For this post, I will be examining two passages from Shakespeare’s Othello and doing two things with each. First, I will paraphrase the lines, and secondly, I will provide an analysis of the passage.

 

First Passage:

My noble father,

I do perceive here a divided duty:

To you I am bound for life and education;

My life and education both do learn me

How to respect you; you are the lord of duty;

I am hitherto your daughter: but here’s my husband,

And so much duty as my mother show’d

To you, preferring you before her father,

So much I challenge that I may profess

Due to the Moor my lord.

 

Paraphrase:

My noble father (no change),

I am torn,

I owe you my life and education,

which teach me

that I should respect you. You are my parent (to whom I am obedient)

and I am your daughter. But this is my husband.

And just like mother was more obedient to you

than her own father,

so too am I

to Othello.

 

Analysis:

In this passage we see Desdemona profess her love of Othello to her father. Since her father was a racist, and clearly did not approve of her relationship with a Moor, she felt she needed to take action and calm him down after he organized a group of guardsmen and threatened Othello. Desdemona is clever about how she goes about this; she uses his own lifestyle choices against him. She equates her love for Othello to her mother’s love to her father, which may or may not have been the tipping point, but nonetheless was undoubtedly an influence on his decision to allow their marriage. Additionally, she butters him up a bit before her reasoning, saying what can essentially be read as “I love you, dad,” and following it up with why he should agree with her. This is excellent persuasion on the part of Desdemona.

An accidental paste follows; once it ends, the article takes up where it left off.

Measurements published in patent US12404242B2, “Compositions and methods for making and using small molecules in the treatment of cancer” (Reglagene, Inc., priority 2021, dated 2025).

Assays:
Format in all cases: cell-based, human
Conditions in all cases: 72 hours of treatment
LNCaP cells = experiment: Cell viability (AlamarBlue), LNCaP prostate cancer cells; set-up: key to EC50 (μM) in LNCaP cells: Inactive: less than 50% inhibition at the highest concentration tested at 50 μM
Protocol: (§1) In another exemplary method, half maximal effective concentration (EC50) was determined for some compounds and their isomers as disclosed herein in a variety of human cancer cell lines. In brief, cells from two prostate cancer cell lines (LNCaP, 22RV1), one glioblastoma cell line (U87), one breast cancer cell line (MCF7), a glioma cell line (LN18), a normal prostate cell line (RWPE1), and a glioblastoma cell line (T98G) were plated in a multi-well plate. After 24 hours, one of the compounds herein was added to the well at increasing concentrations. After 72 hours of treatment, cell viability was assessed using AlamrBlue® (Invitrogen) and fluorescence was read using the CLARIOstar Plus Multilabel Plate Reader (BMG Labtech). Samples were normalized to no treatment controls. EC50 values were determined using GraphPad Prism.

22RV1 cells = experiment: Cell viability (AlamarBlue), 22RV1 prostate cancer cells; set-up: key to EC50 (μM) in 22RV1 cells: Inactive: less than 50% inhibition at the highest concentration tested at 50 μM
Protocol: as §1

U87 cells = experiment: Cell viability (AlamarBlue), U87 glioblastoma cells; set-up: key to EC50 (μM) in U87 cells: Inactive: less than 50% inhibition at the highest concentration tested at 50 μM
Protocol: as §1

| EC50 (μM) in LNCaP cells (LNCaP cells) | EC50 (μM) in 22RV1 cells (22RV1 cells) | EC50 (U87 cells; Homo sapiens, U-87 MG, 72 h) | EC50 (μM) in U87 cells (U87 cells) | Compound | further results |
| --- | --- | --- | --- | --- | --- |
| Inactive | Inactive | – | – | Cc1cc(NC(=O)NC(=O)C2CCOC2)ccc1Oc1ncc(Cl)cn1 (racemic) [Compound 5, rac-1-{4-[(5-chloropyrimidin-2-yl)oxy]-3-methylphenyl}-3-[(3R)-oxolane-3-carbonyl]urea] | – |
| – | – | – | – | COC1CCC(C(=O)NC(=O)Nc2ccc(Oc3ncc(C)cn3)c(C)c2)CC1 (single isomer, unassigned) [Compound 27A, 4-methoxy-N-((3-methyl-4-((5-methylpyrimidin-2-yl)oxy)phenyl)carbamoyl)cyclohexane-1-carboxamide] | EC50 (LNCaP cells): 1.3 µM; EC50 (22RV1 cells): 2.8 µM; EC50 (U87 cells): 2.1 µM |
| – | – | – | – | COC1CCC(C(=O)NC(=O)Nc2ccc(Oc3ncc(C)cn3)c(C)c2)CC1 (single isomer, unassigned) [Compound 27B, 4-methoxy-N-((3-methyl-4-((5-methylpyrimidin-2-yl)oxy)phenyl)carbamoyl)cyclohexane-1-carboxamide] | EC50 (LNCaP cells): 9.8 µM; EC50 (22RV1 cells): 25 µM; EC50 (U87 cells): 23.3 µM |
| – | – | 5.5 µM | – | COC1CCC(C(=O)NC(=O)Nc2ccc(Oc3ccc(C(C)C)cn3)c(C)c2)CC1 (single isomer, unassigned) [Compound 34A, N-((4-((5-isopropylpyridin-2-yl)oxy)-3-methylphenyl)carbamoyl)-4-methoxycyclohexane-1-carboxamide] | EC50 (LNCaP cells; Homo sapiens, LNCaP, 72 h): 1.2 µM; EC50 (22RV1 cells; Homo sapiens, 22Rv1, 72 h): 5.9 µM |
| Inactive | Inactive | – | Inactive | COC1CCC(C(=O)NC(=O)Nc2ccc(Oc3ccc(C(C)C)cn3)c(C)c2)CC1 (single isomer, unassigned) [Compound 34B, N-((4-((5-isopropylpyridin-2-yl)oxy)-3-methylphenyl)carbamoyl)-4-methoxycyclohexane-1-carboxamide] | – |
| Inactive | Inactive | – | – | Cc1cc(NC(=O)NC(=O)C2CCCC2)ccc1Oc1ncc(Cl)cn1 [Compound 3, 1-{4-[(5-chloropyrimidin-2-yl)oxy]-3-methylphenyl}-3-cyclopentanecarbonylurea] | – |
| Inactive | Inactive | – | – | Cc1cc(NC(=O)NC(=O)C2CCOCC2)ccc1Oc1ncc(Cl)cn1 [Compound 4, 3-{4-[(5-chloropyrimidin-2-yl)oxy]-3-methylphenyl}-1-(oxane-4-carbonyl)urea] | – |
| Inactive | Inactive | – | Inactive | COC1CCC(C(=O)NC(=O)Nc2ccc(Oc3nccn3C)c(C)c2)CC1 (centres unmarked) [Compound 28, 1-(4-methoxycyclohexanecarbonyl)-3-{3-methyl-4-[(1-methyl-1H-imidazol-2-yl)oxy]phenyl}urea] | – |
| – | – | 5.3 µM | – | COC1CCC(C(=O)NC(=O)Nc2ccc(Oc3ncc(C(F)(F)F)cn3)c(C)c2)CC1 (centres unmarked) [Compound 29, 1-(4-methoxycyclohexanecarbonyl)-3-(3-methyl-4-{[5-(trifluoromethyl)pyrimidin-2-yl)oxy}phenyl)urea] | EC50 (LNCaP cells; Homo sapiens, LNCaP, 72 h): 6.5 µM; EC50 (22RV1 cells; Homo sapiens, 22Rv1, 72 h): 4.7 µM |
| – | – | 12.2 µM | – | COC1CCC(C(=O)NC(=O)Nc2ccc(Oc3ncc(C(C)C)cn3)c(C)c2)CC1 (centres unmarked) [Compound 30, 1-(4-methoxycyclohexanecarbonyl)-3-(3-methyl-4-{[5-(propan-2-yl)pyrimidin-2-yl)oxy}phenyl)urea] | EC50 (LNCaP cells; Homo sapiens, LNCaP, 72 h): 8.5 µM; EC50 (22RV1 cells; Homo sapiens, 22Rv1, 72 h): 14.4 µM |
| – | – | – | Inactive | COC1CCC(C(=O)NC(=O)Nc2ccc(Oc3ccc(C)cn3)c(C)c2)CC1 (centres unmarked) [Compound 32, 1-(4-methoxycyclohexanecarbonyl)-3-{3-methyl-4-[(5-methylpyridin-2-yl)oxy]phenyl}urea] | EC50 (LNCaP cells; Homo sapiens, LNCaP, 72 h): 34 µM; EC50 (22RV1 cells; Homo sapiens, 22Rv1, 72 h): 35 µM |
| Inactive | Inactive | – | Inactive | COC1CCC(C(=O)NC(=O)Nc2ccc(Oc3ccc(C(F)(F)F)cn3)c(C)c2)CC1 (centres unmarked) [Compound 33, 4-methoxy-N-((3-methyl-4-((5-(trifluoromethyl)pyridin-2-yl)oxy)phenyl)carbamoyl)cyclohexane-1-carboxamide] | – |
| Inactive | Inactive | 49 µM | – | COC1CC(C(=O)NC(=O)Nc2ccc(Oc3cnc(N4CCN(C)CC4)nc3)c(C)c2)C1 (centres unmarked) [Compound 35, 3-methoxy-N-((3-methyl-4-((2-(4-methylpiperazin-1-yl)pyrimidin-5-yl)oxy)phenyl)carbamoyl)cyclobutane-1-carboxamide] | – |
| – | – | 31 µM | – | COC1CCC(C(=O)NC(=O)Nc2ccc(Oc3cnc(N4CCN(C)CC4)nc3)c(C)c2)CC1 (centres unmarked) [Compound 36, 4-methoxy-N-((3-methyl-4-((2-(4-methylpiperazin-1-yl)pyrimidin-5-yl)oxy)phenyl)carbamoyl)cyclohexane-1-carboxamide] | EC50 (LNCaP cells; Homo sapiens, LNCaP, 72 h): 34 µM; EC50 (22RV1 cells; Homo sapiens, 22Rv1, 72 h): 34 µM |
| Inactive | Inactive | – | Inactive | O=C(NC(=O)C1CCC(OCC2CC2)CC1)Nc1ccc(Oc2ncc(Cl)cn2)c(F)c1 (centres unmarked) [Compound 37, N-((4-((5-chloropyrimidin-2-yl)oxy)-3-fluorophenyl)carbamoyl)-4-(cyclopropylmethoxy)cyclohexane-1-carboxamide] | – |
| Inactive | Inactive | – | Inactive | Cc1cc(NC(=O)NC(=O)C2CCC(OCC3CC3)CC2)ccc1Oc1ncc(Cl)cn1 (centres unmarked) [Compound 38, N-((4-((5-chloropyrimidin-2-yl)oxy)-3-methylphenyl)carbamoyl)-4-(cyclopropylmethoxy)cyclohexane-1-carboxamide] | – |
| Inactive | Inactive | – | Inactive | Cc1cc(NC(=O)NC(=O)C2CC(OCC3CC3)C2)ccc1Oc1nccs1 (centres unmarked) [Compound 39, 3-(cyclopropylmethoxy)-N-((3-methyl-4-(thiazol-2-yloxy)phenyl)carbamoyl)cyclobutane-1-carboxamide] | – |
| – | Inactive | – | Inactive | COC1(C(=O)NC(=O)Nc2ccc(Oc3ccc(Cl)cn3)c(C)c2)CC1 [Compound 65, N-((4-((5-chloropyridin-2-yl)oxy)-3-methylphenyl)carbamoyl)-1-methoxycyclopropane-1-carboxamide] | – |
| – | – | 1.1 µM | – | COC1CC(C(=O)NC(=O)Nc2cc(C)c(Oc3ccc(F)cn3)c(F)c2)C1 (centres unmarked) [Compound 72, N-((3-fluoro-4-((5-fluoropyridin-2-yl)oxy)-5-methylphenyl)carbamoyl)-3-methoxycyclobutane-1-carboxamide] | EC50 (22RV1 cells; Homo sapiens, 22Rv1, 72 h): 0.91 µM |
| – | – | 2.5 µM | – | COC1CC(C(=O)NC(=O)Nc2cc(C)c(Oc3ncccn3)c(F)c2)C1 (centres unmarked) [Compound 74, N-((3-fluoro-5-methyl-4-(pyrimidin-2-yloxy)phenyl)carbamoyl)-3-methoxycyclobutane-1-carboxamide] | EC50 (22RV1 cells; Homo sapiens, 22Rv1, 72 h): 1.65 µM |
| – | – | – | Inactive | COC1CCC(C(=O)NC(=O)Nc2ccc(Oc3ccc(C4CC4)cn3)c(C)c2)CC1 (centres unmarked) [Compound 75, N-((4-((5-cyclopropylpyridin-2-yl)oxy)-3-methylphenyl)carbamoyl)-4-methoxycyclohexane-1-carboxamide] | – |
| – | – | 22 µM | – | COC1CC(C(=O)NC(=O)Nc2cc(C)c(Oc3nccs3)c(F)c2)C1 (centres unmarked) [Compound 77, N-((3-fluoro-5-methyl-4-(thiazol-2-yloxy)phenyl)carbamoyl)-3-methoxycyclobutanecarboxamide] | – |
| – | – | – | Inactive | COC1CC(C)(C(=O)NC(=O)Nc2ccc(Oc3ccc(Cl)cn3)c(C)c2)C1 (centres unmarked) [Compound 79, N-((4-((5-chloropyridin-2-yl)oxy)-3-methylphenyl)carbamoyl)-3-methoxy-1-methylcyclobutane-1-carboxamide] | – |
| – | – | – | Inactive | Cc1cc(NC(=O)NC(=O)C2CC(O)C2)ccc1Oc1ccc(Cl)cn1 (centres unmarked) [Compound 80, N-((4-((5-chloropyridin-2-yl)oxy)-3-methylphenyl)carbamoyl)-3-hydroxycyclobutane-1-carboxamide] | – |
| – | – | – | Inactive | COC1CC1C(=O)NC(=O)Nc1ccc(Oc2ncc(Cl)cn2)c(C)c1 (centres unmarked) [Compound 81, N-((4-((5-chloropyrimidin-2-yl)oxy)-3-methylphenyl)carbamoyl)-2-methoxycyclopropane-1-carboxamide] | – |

Second Passage:

I will in Cassio’s lodging lose this napkin,

And let him find it. Trifles light as air

Are to the jealous confirmations strong

As proofs of holy writ: this may do something.

The Moor already changes with my poison:

Dangerous conceits are, in their natures, poisons.

Which at the first are scarce found to distaste,

But with a little act upon the blood.

Burn like the mines of Sulphur. I did say so:

Look, where he comes!

 

Paraphrase:

I am going to “lose” this handkerchief in Cassio’s bedroom,

and let him find it. Even the tiniest things

are confirmations to jealous people as strong as

the Bible: this might work.

Othello already suspects something because of me.

Ideas can be dangerous, like poison.

At first they seem innocent,

but once they start running through you

they burn like fire.

Here he comes now!

 

Analysis:

In this passage we see Iago begin to lay the seeds of his master plan to deceive Othello. As this is an inner monologue, we can see just how Iago is thinking during his plotting. One can detect just how crafty Iago is when he says “Trifles light as air Are to the jealous confirmations strong As proofs of holy writ,” since his plan is based on little white lies that lead to enormous and fatal confrontations. Ultimately, this plan works, and it is easy to say that it is enormously effective, aside from the obvious turn for the worse on the part of Iago at the end. Nonetheless, even just these small details like a missing handkerchief that turns up in the wrong place have a massive effect on Othello. 

 

Photo by indi.ca

CC BY-SA 4.0 Othello Close Readings by Hunter is licensed under a Creative Commons Attribution-ShareAlike 4.0 International License.

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